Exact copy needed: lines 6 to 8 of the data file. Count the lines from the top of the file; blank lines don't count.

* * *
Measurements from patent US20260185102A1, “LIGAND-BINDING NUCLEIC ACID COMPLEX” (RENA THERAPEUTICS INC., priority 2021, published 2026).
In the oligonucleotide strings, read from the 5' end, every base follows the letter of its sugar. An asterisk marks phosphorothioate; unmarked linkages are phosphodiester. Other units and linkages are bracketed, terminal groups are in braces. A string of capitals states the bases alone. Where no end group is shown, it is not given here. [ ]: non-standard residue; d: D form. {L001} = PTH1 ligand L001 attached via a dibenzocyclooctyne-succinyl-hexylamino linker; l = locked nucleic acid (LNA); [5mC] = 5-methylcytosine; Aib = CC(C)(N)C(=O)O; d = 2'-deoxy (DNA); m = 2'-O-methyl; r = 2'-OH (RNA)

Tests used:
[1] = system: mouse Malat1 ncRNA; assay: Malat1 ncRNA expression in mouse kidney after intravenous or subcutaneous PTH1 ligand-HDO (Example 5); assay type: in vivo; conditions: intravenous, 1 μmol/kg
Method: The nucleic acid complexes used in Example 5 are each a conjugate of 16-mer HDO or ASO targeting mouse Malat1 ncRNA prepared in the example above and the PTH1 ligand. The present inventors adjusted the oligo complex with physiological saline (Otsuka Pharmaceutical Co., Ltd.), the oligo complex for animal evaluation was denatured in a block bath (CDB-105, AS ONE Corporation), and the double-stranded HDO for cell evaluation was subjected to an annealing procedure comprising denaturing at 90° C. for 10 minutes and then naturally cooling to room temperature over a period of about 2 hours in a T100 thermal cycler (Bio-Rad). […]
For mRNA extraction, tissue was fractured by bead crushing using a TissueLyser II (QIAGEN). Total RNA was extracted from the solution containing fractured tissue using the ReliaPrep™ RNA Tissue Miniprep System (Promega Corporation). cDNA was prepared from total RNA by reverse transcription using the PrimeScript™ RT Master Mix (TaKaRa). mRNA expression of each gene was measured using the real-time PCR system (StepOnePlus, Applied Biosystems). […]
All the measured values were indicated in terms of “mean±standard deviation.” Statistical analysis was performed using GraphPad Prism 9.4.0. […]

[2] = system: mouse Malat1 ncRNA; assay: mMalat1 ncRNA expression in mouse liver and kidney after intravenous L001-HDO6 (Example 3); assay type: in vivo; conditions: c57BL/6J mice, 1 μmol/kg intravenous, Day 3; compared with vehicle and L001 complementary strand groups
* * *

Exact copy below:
For mRNA extraction, tissue was fractured by bead crushing using a TissueLyser II (QIAGEN). Total RNA was extracted from the solution containing fractured tissue using the ReliaPrep™ RNA Tissue Miniprep System (Promega Corporation). cDNA was prepared from total RNA by reverse transcription using the PrimeScript™ RT Master Mix (TaKaRa). mRNA expression of each gene was measured using the real-time PCR system (StepOnePlus, Applied Biosystems). […]
All the measured values were indicated in terms of “mean±standard deviation.” Statistical analysis was performed using GraphPad Prism 9.4.0. […]

[2] = system: mouse Malat1 ncRNA; assay: mMalat1 ncRNA expression in mouse liver and kidney after intravenous L001-HDO6 (Example 3); assay type: in vivo; conditions: c57BL/6J mice, 1 μmol/kg intravenous, Day 3; compared with vehicle and L001 complementary strand groups